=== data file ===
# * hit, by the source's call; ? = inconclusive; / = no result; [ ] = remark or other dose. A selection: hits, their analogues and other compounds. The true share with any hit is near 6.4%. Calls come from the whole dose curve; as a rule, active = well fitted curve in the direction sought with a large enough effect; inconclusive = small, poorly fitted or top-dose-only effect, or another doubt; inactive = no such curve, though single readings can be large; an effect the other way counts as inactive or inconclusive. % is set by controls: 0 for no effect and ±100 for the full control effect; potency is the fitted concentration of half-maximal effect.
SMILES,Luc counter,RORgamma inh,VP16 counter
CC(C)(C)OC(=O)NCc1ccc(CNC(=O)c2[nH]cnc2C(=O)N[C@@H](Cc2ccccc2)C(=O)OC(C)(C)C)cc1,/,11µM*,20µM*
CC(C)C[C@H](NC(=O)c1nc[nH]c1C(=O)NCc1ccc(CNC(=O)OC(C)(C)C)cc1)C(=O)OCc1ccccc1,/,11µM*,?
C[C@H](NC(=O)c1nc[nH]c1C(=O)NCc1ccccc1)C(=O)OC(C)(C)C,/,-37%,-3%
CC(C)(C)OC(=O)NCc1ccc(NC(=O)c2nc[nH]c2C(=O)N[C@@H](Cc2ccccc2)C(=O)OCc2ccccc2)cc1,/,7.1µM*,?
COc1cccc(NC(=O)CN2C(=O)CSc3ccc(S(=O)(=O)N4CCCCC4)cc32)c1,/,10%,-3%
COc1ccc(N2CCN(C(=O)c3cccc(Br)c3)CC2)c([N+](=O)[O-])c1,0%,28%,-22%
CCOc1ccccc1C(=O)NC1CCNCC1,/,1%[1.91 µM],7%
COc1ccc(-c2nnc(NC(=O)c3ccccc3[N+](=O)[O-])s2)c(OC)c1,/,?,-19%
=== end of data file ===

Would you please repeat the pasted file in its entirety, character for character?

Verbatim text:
# * hit, by the source's call; ? = inconclusive; / = no result; [ ] = remark or other dose. A selection: hits, their analogues and other compounds. The true share with any hit is near 6.4%. Calls come from the whole dose curve; as a rule, active = well fitted curve in the direction sought with a large enough effect; inconclusive = small, poorly fitted or top-dose-only effect, or another doubt; inactive = no such curve, though single readings can be large; an effect the other way counts as inactive or inconclusive. % is set by controls: 0 for no effect and ±100 for the full control effect; potency is the fitted concentration of half-maximal effect.
SMILES,Luc counter,RORgamma inh,VP16 counter
CC(C)(C)OC(=O)NCc1ccc(CNC(=O)c2[nH]cnc2C(=O)N[C@@H](Cc2ccccc2)C(=O)OC(C)(C)C)cc1,/,11µM*,20µM*
CC(C)C[C@H](NC(=O)c1nc[nH]c1C(=O)NCc1ccc(CNC(=O)OC(C)(C)C)cc1)C(=O)OCc1ccccc1,/,11µM*,?
C[C@H](NC(=O)c1nc[nH]c1C(=O)NCc1ccccc1)C(=O)OC(C)(C)C,/,-37%,-3%
CC(C)(C)OC(=O)NCc1ccc(NC(=O)c2nc[nH]c2C(=O)N[C@@H](Cc2ccccc2)C(=O)OCc2ccccc2)cc1,/,7.1µM*,?
COc1cccc(NC(=O)CN2C(=O)CSc3ccc(S(=O)(=O)N4CCCCC4)cc32)c1,/,10%,-3%
COc1ccc(N2CCN(C(=O)c3cccc(Br)c3)CC2)c([N+](=O)[O-])c1,0%,28%,-22%
CCOc1ccccc1C(=O)NC1CCNCC1,/,1%[1.91 µM],7%
COc1ccc(-c2nnc(NC(=O)c3ccccc3[N+](=O)[O-])s2)c(OC)c1,/,?,-19%